Southgate Middle School teacher Danita Lewis is a finalist for the 2019 Governor General’s History Award for Excellence in Teaching. In 2017 she was one of 10 recipients for the 2017 Guiding the Journey: Indigenous Educator Awards. Black Press File Photo

Campbell River educator finalist for Governor General’s history teaching award

Danita Lewis receiving recognition for her First Nations Studies program

A Campbell River educator is once again being recognized for her work in teaching Canadian history.

Danita Lewis, a Southgate Middle School teacher, is a finalist for this year’s Governor General’s History Award for Excellence in Teaching.

Lewis’ First Nations Studies program engages both Indigenous and non-Indigenous Grade 6 and 7 students in learning about First Nation people in Canada, a news release from the Campbell River School District said.

“Through experiential and explanatory learning, the program creates an awareness and respect for Indigenous history, culture and tradition, and serves to build bridges between Indigenous and non-Indigenous learners.”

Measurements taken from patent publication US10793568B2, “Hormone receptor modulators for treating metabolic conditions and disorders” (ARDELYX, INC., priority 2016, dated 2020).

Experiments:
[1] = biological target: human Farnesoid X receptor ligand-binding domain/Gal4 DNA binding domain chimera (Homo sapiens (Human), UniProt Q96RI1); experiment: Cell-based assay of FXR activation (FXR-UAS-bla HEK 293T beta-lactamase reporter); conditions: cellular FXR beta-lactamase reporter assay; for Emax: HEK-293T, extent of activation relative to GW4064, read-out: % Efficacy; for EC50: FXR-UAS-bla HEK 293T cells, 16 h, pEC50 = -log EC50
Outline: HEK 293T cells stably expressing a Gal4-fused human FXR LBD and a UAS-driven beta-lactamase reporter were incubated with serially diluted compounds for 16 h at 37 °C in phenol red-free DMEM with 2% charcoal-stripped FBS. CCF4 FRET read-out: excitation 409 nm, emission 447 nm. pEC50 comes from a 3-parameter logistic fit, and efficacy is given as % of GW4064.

Lewis is no stranger to educational awards. In 2017, she was one of 10 recipients of the Guiding the Journey: Indigenous Educator Awards.

Lewis is a member of the DeneSuline Nation in Cold Lake, Alta.

Her First Nations Studies program sees between 400 and 500 Grade 6 and 7 students each year.

“Students end up being more kind, caring and compassionate,” said Lewis in a Canada’s History podcast interview. “This programs serves to build bridges.”

She said students learn about the history of First Nations, Metis and Inuit people, “fundamentally the backbone of our country.”

Lewis said she designed the program about eight years ago and really drew inspiration from her daugher.

“I really think that there’s a need to have authentic Indigneous knowledge in our education system,” she said

The program is centred around a holistic learning approach with a lot of hands-on learning and makes history relevant to students. Lewis invites elders and knowledge keepers to speak in her classroom.

“I think history is really important because it’s a means for change and not repeating past mistakes,” said Lewis. “We need to teach the true history of the land that we reside on.”

Of the 25 finalists for the award, six teachers will be honoured with a cash prize of $2,500, an additional $1,000 for their school and an all-expense paid trip for two to Ottawa to received their award. The winners will be announced this fall.

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